What a tragedy it would have been to pour out the Holy Spirit in His fullness upon the disciples in such a condition! They were thoroughly unfit and unprepared to handle such power. Why? Not because they were insincere. No doubt they were very sincere. After all, they had forsaken everything and were following the Lord. Nevertheless, they were yet unbroken. That is to say, they were following the Lord and even had a taste of spiritual power but they had no yet taken up the Cross. Over and over again Christ said they must take up the Cross, but they themselves could not understand what He meant. They even sought to prevent the Lord from taking up HIS cross. They could not be entrusted with much power because they were not sufficiently dead to themselves. The slightest accomplishment would only be grounds for foolish boasting and further arguments to see who was to be the greatest among them. Hence, they were told to tarry in Jerusalem and wait until they would be endued with power from on high. As proud men they were found arguing on many occasions, but as broken men they were finally in one mind and one accord. Thus, the Spirit came, and with the Spirit, the fullness of power.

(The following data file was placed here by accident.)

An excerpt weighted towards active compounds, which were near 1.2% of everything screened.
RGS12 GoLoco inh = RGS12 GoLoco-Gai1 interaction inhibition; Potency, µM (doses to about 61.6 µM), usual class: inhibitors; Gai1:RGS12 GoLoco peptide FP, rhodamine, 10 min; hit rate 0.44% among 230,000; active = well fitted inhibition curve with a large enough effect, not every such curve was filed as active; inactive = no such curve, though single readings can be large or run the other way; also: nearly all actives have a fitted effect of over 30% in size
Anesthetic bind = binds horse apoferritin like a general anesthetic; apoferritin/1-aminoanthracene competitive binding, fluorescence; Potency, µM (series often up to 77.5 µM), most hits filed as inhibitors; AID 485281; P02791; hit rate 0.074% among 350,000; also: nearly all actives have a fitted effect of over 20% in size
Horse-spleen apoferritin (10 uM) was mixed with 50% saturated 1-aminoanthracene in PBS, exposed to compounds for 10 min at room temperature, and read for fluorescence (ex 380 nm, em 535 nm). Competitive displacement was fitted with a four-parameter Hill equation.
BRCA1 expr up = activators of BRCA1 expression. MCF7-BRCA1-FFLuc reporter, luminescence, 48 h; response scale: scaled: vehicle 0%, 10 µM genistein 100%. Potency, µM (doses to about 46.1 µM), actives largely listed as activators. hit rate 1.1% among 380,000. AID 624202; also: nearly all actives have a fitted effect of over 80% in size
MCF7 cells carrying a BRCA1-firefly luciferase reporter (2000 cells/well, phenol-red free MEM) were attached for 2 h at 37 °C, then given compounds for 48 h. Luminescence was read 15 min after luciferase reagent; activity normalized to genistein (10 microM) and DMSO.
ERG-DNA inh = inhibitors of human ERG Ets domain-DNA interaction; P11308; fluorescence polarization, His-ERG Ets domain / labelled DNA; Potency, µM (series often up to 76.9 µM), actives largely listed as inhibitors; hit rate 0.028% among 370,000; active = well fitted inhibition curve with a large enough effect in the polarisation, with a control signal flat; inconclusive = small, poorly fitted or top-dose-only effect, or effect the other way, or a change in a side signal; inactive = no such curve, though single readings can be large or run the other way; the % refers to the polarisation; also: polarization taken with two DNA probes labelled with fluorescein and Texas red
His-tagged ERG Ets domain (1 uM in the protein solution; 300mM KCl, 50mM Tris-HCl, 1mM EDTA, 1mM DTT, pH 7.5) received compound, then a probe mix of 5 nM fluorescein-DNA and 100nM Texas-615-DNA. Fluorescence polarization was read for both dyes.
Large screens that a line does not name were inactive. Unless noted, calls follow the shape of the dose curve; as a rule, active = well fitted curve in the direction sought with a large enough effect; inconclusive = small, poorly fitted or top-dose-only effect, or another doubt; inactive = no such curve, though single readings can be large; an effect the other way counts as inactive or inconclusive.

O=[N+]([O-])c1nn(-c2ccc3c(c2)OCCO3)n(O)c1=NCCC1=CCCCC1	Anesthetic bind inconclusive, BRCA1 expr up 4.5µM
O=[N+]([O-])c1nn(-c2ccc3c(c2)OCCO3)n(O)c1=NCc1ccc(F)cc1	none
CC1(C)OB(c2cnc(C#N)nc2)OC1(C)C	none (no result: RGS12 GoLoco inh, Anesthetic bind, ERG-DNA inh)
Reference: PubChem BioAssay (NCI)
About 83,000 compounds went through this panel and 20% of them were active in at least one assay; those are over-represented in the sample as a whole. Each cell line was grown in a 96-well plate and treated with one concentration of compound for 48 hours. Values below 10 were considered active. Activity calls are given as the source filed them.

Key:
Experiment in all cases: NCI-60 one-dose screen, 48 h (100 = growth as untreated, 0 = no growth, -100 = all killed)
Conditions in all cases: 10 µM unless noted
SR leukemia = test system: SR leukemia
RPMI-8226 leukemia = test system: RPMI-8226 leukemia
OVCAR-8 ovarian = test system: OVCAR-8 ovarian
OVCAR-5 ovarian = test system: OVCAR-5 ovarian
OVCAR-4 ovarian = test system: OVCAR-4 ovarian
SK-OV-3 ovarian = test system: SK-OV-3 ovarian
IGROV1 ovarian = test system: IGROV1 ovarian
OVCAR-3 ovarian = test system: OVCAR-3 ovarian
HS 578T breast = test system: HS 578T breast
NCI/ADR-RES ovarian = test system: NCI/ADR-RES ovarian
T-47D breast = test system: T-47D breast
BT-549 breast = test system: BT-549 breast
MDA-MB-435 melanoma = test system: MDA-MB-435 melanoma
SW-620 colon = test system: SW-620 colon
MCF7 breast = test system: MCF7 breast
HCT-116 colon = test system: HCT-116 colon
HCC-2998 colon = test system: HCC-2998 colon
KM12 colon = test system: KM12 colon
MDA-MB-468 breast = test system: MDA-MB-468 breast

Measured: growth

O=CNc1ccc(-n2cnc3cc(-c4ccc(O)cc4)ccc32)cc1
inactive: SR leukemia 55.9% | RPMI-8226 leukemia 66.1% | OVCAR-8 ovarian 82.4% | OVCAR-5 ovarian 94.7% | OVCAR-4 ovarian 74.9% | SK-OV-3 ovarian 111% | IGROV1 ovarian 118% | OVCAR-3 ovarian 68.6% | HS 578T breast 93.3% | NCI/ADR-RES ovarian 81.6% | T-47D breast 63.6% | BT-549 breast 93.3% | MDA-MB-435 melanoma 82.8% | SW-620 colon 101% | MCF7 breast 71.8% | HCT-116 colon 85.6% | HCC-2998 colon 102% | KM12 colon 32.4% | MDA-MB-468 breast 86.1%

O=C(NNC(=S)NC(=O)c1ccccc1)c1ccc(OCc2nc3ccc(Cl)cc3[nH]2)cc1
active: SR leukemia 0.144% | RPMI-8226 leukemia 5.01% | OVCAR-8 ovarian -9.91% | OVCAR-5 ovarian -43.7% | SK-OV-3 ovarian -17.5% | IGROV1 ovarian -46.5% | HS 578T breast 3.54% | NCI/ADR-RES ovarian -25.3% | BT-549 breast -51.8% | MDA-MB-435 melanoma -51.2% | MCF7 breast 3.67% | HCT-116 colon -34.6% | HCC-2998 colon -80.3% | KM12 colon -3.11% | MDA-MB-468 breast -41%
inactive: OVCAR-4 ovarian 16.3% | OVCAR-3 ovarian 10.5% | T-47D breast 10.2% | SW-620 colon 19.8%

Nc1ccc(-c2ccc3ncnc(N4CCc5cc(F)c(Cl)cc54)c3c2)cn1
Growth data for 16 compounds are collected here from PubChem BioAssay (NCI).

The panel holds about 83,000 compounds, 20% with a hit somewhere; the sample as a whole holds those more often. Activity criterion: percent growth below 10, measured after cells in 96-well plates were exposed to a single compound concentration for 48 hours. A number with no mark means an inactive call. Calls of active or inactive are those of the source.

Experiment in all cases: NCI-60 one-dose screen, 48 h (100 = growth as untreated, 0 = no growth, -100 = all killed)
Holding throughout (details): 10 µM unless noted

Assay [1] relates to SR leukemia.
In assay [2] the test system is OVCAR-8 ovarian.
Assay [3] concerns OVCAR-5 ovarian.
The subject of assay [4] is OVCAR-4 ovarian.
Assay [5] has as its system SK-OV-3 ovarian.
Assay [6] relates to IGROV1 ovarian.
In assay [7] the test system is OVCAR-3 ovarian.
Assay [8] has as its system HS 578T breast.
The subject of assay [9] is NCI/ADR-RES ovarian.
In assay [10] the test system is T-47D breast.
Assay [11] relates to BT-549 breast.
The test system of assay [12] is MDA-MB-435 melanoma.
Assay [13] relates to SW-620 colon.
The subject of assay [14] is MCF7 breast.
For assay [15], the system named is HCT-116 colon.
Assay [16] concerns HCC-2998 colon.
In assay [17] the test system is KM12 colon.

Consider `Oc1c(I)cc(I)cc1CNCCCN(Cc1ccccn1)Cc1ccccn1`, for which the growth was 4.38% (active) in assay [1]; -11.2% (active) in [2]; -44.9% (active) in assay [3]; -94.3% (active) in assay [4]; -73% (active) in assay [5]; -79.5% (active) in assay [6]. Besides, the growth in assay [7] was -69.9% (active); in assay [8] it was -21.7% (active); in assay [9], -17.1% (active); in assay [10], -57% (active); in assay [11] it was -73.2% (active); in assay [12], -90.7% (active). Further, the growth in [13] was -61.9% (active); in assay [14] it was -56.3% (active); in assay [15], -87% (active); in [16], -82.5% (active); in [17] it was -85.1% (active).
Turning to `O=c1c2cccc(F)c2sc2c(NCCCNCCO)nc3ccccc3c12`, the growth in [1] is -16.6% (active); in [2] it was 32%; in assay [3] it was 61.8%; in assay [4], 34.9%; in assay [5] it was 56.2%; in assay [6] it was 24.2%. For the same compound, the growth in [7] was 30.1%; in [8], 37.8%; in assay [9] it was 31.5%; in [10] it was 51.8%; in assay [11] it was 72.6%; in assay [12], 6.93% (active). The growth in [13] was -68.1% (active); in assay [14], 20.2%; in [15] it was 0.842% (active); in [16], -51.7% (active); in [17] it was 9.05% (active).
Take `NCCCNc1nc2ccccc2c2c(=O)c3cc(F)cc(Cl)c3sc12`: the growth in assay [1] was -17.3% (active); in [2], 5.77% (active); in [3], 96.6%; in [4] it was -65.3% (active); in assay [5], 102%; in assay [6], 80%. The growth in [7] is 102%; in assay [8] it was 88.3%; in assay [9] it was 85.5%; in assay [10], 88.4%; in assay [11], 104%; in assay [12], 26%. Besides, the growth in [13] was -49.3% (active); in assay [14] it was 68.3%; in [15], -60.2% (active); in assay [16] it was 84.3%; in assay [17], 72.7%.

Today the call is for unity, but we need to see that unity cannot be achieved by calling people to unity. Unity is achieved when we take up the Cross and die to our minute opinions and lay down our petty arguments and prejudices. Then, and only then, will we come to one mind. A broken spirit is a peaceful spirit, and is able to abide with others. Contentious, unbroken, hard, stubborn people can never be in one accord. The sacrifices of God are a broken and contrite spirit.
More Of The Lord, Or Less Of Me?